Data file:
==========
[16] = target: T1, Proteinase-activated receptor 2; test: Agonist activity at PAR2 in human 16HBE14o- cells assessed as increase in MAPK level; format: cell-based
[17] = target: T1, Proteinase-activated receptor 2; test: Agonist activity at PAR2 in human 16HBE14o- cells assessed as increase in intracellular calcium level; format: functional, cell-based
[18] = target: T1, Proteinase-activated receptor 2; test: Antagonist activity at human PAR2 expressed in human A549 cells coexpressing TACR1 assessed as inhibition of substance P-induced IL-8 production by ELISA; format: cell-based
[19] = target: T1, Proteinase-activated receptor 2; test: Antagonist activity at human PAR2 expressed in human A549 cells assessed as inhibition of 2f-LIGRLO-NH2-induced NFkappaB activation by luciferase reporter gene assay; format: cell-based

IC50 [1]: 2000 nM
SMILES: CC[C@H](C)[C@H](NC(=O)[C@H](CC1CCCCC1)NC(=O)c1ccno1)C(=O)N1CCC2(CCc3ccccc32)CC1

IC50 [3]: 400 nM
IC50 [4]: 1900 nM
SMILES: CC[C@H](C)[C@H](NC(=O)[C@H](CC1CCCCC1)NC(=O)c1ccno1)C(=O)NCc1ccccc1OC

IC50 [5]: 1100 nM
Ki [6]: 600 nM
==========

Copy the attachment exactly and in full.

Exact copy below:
[16] = target: T1, Proteinase-activated receptor 2; test: Agonist activity at PAR2 in human 16HBE14o- cells assessed as increase in MAPK level; format: cell-based
[17] = target: T1, Proteinase-activated receptor 2; test: Agonist activity at PAR2 in human 16HBE14o- cells assessed as increase in intracellular calcium level; format: functional, cell-based
[18] = target: T1, Proteinase-activated receptor 2; test: Antagonist activity at human PAR2 expressed in human A549 cells coexpressing TACR1 assessed as inhibition of substance P-induced IL-8 production by ELISA; format: cell-based
[19] = target: T1, Proteinase-activated receptor 2; test: Antagonist activity at human PAR2 expressed in human A549 cells assessed as inhibition of 2f-LIGRLO-NH2-induced NFkappaB activation by luciferase reporter gene assay; format: cell-based

IC50 [1]: 2000 nM
SMILES: CC[C@H](C)[C@H](NC(=O)[C@H](CC1CCCCC1)NC(=O)c1ccno1)C(=O)N1CCC2(CCc3ccccc32)CC1

IC50 [3]: 400 nM
IC50 [4]: 1900 nM
SMILES: CC[C@H](C)[C@H](NC(=O)[C@H](CC1CCCCC1)NC(=O)c1ccno1)C(=O)NCc1ccccc1OC

IC50 [5]: 1100 nM
Ki [6]: 600 nM